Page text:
The inaugural Hilda Karlsson Roderick Lecture took place in the spring of 2017. This annual event funded by the Roderick family (described below) brings an exciting speaker to campus each year with the goal of stimulating interest in science fields, sparking curiosity in younger scientists, offering topics of further exploration, and enriching the current faculty at Berea College. This will take place on Friday, April 5th, 2019. The speaker might be given a handcrafted gift from the Berea College crafts department and/or a small honorarium as fits each individual. The events will be publicized in advance and the general public outside Berea is certainly welcome to participate.
Past Roderick Lecturers
- 2017 – Robert Crabtree, Yale University (Friday, March 24th)
- 2018 – George M. Whitesides, Harvard University (Monday, March 26th)
- 2019 – Geoffrey W. Coates, Cornell University (Friday, April 5th)
- 2020 – Cancelled due to COVID
- 2021 – Geraldine Richmond, University of Oregon (Wednesday, Apriil 1st)
- 2022 – To be determined
We are excited to announce that our fourth Roderick Seminar speaker will be Geraldine Richmond from the University of Oregon. She will be in Berea on April 1st, 2020 to deliver a presentatioin for a class and a public seminar in a venue to be announced. Additional information about Professor Richmond can be found on her website at the chemistry department of the University of Oregon.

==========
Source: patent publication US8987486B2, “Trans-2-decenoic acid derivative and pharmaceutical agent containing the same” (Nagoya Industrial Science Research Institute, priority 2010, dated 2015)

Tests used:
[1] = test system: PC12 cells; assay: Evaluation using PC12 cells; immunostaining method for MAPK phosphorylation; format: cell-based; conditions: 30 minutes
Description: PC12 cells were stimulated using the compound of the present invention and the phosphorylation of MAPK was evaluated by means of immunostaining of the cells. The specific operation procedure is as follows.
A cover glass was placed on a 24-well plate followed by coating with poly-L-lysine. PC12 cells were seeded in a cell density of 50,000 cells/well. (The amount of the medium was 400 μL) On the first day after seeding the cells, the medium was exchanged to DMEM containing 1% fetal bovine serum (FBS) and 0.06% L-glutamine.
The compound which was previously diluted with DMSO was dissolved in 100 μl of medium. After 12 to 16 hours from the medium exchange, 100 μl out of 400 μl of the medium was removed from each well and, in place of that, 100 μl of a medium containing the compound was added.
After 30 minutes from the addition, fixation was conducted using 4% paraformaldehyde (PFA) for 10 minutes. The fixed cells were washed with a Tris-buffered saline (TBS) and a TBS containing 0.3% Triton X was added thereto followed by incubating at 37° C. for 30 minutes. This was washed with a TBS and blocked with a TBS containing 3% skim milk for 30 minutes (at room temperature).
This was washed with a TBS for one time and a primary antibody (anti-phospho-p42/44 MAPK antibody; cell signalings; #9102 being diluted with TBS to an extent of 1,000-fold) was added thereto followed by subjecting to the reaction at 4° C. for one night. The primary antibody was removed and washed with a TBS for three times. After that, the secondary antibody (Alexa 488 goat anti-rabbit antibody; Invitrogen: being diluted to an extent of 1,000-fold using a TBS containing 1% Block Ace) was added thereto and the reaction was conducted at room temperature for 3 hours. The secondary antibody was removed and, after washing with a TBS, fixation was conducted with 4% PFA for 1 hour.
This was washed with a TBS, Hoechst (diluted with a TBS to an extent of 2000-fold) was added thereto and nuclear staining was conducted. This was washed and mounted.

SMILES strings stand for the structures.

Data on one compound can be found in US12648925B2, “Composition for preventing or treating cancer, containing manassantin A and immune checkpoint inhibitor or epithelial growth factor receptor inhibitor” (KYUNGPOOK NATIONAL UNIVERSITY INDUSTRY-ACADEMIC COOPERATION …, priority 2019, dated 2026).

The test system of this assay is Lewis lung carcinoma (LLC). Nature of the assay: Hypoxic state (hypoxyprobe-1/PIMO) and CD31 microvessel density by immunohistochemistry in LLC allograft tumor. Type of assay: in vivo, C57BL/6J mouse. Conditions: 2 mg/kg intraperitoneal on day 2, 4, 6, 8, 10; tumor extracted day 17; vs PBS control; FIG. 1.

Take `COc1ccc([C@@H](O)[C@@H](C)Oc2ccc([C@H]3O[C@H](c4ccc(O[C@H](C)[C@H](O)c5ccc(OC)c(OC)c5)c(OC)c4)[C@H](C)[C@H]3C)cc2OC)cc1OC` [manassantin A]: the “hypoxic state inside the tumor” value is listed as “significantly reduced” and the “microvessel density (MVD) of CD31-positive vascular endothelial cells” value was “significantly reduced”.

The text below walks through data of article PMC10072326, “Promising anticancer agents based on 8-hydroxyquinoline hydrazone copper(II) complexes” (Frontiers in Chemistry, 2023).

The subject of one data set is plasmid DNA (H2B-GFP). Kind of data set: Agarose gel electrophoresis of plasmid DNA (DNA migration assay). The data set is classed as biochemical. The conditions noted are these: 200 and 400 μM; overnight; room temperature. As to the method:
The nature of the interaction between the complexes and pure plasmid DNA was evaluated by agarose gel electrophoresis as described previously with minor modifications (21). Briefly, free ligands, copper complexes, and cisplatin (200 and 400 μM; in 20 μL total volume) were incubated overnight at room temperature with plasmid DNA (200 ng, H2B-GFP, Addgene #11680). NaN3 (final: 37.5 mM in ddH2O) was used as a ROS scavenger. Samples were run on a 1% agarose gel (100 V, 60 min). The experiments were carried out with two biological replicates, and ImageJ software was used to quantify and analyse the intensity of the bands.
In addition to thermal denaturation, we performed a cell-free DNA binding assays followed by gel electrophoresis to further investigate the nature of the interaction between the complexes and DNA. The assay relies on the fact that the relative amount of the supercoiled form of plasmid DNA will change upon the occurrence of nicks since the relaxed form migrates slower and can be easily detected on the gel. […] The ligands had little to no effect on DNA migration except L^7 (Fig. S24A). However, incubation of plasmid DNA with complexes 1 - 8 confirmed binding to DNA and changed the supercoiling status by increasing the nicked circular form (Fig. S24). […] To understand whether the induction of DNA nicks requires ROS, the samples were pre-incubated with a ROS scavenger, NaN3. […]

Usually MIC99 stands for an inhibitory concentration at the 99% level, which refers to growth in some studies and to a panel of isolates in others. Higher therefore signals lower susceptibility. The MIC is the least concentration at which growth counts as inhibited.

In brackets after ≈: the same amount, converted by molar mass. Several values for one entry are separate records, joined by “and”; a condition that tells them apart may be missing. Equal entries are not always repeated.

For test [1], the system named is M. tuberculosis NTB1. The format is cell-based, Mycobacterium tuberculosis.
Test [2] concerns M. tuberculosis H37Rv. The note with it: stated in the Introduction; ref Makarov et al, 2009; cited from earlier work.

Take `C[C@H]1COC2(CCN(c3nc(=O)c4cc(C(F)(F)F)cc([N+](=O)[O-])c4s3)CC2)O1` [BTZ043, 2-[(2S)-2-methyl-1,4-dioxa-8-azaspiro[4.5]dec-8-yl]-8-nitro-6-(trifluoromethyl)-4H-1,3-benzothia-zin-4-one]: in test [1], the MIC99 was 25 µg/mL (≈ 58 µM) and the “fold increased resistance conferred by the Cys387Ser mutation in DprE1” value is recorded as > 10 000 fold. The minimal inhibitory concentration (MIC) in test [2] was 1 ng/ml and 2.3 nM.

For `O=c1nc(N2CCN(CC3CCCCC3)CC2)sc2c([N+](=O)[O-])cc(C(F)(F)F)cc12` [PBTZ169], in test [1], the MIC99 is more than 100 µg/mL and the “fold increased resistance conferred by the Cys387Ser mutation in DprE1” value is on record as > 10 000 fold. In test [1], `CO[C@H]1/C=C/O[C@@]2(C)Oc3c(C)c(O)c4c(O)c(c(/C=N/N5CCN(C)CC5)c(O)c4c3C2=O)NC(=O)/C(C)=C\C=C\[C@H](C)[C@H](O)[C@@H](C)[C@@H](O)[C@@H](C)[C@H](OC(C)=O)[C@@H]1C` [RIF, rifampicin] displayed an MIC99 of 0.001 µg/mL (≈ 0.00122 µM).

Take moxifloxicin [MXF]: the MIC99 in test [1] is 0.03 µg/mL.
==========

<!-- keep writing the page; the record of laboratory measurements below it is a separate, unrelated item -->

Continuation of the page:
- To be determined
Biography (from her web site)
Geraldine (Geri) Richmond is the Presidential Chair in Science and Professor of Chemistry at the University of Oregon where she has been since 1985. A native of Kansas, she received her undergraduate degree in chemistry from Kansas State University and her Ph.D. in physical chemistry from the University of California, Berkeley. Her educational efforts have focused largely on introductory chemistry and science literacy courses as well as being the director of several University of Oregon undergraduate research programs. Her research examines the chemistry and physics that occurs at complex surfaces that have relevance to important problems in energy production, environmental remediation, and atmospheric chemistry. Using a combination of laser-based methods and theoretical simulations her most recent efforts have focused on understanding environmentally important processes at water surfaces. Over 200 publications have resulted from the studies conducted in her laboratory with undergraduate, graduate students and postdoctoral associates.
The COVID pandemic cancelled all events at Berea College after spring break and hence no Roderick Seminar was given this year.
We are excited to announce that our third Roderick Seminar speaker will be Geoff W. Coates from Cornell University. Professor Coates will give a presentation at noon to the inorganic chemistry class at 10:40 AM in MAC455. Later in the afternoon, the public Roderick Seminar will take place at 4:00 PM in Planetarium of the MAC Building (room 402) with refreshments served at 3:30 PM in MAC455. Additional information about Professor Coates can be found on his website at the chemistry department of Cornell University.